In addition to the moderator’s blatant bias (which pervaded the debate), this highlights a second clear divide between Sanders and Warren. While almost every other candidate, including Warren, takes the opportunity to express their support for the deal and pander to farmers in Iowa, Bernie defends a stance that might be politically inconvenient but that reflects what he believes to be best for the country in the long term, even if it won’t pay off in Iowa. For me, hearing Warren use “let’s help the people who need help right now” to justify her stance was really disappointing. It may sound innocuous (it’s designed to), but it’s the same justification that politicians and the fossil fuel industry have been using for years to secure votes and profits, respectively, at the expense of our planet. Unless we call them out and accept that we might have to invest some money to help the Iowan farmers find a more sustainable path to success, politicians will continue to mortgage our future until we don’t have one left. If we look back at that clip in 50 years and our cities are underwater or uninhabitable, is there any doubt how we’ll see it?

With a government as corrupt as ours, and a system that ruthlessly crushes even the most ardent idealists, we need a president we can trust to fight for the greater good. Now you might be thinking, “But David, you told us you were pragmatic. How can you vote for a candidate who’s too far left to get anything done?”. Well first of all, I’d like to cite the answer Elizabeth Warren gave when asked about incrementalism at one of her campaign events:

“This is big structural change, but it’s the kind of change that’s right and it’s the kind of change that’s worth getting out there and fighting for. Understand this: there are going to be Republicans, there are going to be rich people who are going to fight us no matter what we do. They’re going to fight us when we ask for a little tiny increment. […] So my view is let’s get in the fight and make it worthwhile. Let’s fight for the kind of structural change that will make this country work for all our families.”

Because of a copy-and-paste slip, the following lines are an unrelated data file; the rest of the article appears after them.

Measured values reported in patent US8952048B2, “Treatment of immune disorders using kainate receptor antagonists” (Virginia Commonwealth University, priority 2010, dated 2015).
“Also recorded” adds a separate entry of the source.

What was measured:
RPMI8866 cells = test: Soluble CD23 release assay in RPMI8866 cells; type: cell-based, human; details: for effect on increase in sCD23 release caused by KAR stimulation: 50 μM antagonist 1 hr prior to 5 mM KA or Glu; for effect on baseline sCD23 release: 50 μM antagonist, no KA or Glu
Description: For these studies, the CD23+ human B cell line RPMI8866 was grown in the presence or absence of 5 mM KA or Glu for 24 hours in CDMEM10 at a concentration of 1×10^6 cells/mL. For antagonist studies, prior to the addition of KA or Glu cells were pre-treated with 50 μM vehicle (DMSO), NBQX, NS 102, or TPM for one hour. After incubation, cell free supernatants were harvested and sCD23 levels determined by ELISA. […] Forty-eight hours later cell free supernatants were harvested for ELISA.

I think she’s right about all of that. I just think if that’s the fight we’re having, Bernie Sanders is the one who should be leading it.

Now look, I know politics can be messy and Elizabeth Warren might feel the things she’s done were a means to an end, and hey, as a die-hard consequentialist I’m all for that. In fact, not only would I happily support her in the general, as any Democrat obviously should when (How much good I expect Trump to do) is on the other side of the equation, I’d still strongly prefer her to Biden or Buttigieg as our nominee because her policies could do much more good. That being said, Bernie Sanders has been on right side of history since 1963 when he was arrested protesting racial injustice, he’ll be on the right side of history with what he’s advocated for in this election, and in my eyes, there’s no stalemate anymore.

If our current president can use the power of his office and the movement that supports him to enact some of the most vile, racist, dehumanizing policies in recent history with sycophantic support from congressmen who once called him a “race-bating, xenophobic, religious bigot,” maybe it’s time we see what we can accomplish with a president we can trust to wield that influence for good. We might be hearing a very different story about the viability of some of Bernie’s plans come November 3rd.

David Blass

Written by

Effective altruist, software engineer, startup founder (https://redo.qa), bow tie enthusiast.